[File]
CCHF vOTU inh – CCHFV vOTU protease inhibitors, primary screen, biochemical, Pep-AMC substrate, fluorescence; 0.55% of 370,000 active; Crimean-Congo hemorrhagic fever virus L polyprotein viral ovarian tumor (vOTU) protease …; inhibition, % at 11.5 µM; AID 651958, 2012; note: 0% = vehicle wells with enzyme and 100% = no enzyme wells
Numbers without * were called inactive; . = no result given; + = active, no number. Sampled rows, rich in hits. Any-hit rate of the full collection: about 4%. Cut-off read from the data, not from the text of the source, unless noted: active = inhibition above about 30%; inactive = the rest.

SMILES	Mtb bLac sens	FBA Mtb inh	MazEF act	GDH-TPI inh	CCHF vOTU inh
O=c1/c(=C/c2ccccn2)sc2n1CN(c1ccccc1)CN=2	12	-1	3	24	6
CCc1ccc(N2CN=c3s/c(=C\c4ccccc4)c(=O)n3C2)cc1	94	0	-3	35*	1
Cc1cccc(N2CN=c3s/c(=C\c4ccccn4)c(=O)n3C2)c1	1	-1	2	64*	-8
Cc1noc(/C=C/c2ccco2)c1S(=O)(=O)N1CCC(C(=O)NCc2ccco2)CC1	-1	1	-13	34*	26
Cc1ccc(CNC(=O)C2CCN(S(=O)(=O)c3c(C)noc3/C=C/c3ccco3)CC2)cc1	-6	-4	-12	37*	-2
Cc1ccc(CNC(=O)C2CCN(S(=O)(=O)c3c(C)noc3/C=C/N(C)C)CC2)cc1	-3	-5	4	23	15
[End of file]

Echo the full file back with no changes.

CCHF vOTU inh – CCHFV vOTU protease inhibitors, primary screen, biochemical, Pep-AMC substrate, fluorescence; 0.55% of 370,000 active; Crimean-Congo hemorrhagic fever virus L polyprotein viral ovarian tumor (vOTU) protease …; inhibition, % at 11.5 µM; AID 651958, 2012; note: 0% = vehicle wells with enzyme and 100% = no enzyme wells
Numbers without * were called inactive; . = no result given; + = active, no number. Sampled rows, rich in hits. Any-hit rate of the full collection: about 4%. Cut-off read from the data, not from the text of the source, unless noted: active = inhibition above about 30%; inactive = the rest.

SMILES	Mtb bLac sens	FBA Mtb inh	MazEF act	GDH-TPI inh	CCHF vOTU inh
O=c1/c(=C/c2ccccn2)sc2n1CN(c1ccccc1)CN=2	12	-1	3	24	6
CCc1ccc(N2CN=c3s/c(=C\c4ccccc4)c(=O)n3C2)cc1	94	0	-3	35*	1
Cc1cccc(N2CN=c3s/c(=C\c4ccccn4)c(=O)n3C2)c1	1	-1	2	64*	-8
Cc1noc(/C=C/c2ccco2)c1S(=O)(=O)N1CCC(C(=O)NCc2ccco2)CC1	-1	1	-13	34*	26
Cc1ccc(CNC(=O)C2CCN(S(=O)(=O)c3c(C)noc3/C=C/c3ccco3)CC2)cc1	-6	-4	-12	37*	-2
Cc1ccc(CNC(=O)C2CCN(S(=O)(=O)c3c(C)noc3/C=C/N(C)C)CC2)cc1	-3	-5	4	23	15